From CSIRO: “Watt-ever floats your boat: solar on water”

CSIRO bloc

Commonwealth Scientific and Industrial Research Organisation

22nd June 2016
Natalie Kikken

Is it a pool? Is it a raft? No, it’s float-ovoltaics! Credit: Photo courtesy of Lightsource

Close your eyes and ponder what a commercial solar photovoltaic (PV) farm looks like. Do you envisage arid desert plains glistening with thousands of solar PV panels under abundant sunshine?

You’re probably not alone thinking such sunny thoughts. But believe it or not, the ideal temperature conditions and landscape for solar PV panels to work most efficiently doesn’t always have to be hot and sunny weather. The amount of energy produced is often influenced by the material of the panels themselves, and recent research has unveiled that sometimes thousands of solar panels floating on water is the best way to increase energy output.

Floating a bright idea

We all know PV panels look great on rooftops, but where else can they be installed to maximise the amount of energy being produced and to utilise space? All PV panels become slightly less efficient as their temperature rises, so cooling them can lead to better energy production, especially in warm climates. This is where the idea of building solar PV farms on or near water starts to look more attractive.

Solar ideas coming up from Down Under

As is often the case, an Australian company led the way, with one of our former scientists, Phil Connor, designing the first ever floating solar PV system around a decade ago for the Australian company Sunengy Pty Ltd. We tested the first prototype of that system, which is now on the way to becoming commercialised in India.

Australian company Sunengy’s world-first large floating solar photovoltaic array, and the first installed on a hydro-electric dam. No image credit.

Thinking outside the solar box

Scientists across the globe are investigating how to most efficiently build solar PV systems on water to ensure you can power-up using the sun, and enable some industries to generate enough power for their operational requirements. These floating solar farms utilise space that would otherwise go wasted and can also help reduce evaporation. Placing the collectors in a hydro dam, as Sunengy has done, gives free access to the large transmission line, allowing considerably better economy from the PV installation.

Australia first large floating solar plant was built in Jamestown, South Australia in April 2015, generating up to 45 percent more energy per panel than a rooftop solar system. The city of Lismore announced a call for tenders this year to build the first ever community funded floating solar farm.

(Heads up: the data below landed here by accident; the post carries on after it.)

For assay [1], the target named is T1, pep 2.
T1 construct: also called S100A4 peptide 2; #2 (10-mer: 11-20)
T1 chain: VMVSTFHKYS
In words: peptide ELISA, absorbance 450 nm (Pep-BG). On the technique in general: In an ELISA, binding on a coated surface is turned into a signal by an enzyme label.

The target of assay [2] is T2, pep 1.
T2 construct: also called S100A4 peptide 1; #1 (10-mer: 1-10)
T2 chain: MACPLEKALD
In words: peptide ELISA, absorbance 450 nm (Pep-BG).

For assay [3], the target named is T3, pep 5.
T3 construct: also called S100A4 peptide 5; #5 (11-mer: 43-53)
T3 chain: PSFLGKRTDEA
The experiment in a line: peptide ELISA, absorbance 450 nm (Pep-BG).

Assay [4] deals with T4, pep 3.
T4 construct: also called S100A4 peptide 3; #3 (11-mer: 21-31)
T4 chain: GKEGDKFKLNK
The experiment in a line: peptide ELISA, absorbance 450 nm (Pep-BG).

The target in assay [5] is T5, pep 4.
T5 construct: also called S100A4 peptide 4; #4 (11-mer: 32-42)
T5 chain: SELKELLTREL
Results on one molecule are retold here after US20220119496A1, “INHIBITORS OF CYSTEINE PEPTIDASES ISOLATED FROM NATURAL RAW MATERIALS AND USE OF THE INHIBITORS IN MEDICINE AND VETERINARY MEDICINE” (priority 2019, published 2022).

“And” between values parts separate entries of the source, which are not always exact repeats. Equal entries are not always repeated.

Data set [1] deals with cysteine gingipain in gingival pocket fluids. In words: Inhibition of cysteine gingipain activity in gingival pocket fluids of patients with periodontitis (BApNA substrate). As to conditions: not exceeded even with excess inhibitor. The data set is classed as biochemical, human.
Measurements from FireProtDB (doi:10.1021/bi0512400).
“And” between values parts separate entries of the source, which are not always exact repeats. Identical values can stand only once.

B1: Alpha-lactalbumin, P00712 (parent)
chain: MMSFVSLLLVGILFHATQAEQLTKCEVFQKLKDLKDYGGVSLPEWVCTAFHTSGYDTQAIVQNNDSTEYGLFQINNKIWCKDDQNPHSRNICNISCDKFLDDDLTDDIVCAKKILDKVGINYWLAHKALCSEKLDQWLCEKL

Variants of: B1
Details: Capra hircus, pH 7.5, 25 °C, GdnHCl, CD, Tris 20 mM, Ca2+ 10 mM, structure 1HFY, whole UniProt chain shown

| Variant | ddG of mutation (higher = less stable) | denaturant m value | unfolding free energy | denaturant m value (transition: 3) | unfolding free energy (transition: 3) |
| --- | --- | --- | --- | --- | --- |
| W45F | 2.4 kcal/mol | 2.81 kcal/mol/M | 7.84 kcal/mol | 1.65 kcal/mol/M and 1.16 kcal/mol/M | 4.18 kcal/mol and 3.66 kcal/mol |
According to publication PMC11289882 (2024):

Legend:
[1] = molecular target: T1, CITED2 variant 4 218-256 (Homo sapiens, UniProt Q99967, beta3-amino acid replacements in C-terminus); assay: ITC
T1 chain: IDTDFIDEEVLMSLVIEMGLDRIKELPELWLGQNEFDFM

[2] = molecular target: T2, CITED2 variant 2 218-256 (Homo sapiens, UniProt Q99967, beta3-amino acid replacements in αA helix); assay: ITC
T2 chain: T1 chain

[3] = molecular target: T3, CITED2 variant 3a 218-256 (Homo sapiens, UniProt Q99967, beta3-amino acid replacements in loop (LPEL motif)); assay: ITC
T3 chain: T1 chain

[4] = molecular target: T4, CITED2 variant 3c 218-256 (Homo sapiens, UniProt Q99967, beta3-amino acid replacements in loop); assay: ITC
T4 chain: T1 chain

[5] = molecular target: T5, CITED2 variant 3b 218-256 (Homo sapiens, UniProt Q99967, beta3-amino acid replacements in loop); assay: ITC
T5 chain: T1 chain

Europe’s largest floating solar power farm was unveiled in London, UK. Built by Thames Water, the farm consists of 23,000 solar panels and will produce enough power to operate the utility’s local water treatment plants including enough clean drinking water for nearly 10,000 people. More construction for bigger and better floating solar farms are already underway.

Catching the solar floating wave

So what does this mean for Australia’s energy future, and our landscape? Will we be seeing a sea of solar farms pop up along our Aussie waterways, dams and coastlines?

One of our solar research gurus, Dr Greg Wilson, thinks floating solar farms could be the way of the future for semi-arid regions of Australia, in particular farmland and waterways for irrigation.

“Floating solar PV panels reduce evaporation so there is significant potential to create better and more efficient energy systems when used near open irrigation systems or for water treatment plants or large drinking water catchment areas,” said Dr Wilson.

“Water quality is maintained by circulation of the main body of water so the energy required for this can be offset by the energy produced by the solar panels. It can be far more energy efficient and cost effective to have reduced evaporation than purely generating electrical energy,” he adds.

Sunengy’s vision is to incorporate hundreds of megawatts of floating solar on the surface of each of our hydroelectric dams to create the lowest cost addition to our renewable energy supplies.

Looking at the Australian and international examples of floating solar farms that have emerged over the last 12 months, it’s certainly an area for growth.

We aren’t walking on water just yet but we are leaders in the solar energy space with two active solar research fields including photovoltaic and concentrating solar thermal power. We also recently challenged the status quo for energy innovation by holding our first ever Solar Hackathon.

These heliostats might not be floating on water, but they can spell our name!

See the full article here .

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CSIRO, the Commonwealth Scientific and Industrial Research Organisation, is Australia’s national science agency and one of the largest and most diverse research agencies in the world.